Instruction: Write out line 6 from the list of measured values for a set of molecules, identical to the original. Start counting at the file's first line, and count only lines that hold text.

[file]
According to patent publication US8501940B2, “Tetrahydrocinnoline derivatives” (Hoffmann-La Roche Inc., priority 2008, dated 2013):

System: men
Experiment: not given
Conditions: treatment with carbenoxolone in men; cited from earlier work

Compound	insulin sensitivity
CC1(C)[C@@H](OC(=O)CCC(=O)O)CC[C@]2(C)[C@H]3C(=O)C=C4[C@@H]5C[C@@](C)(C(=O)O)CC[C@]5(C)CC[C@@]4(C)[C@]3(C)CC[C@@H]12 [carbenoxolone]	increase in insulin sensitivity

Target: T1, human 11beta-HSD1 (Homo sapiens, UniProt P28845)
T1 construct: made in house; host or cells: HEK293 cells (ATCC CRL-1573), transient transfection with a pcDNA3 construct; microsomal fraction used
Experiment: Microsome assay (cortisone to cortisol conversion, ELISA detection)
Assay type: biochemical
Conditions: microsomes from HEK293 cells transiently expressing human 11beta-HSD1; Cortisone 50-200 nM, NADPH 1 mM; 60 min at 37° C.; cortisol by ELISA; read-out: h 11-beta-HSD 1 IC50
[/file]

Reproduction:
CC1(C)[C@@H](OC(=O)CCC(=O)O)CC[C@]2(C)[C@H]3C(=O)C=C4[C@@H]5C[C@@](C)(C(=O)O)CC[C@]5(C)CC[C@@]4(C)[C@]3(C)CC[C@@H]12 [carbenoxolone]	increase in insulin sensitivity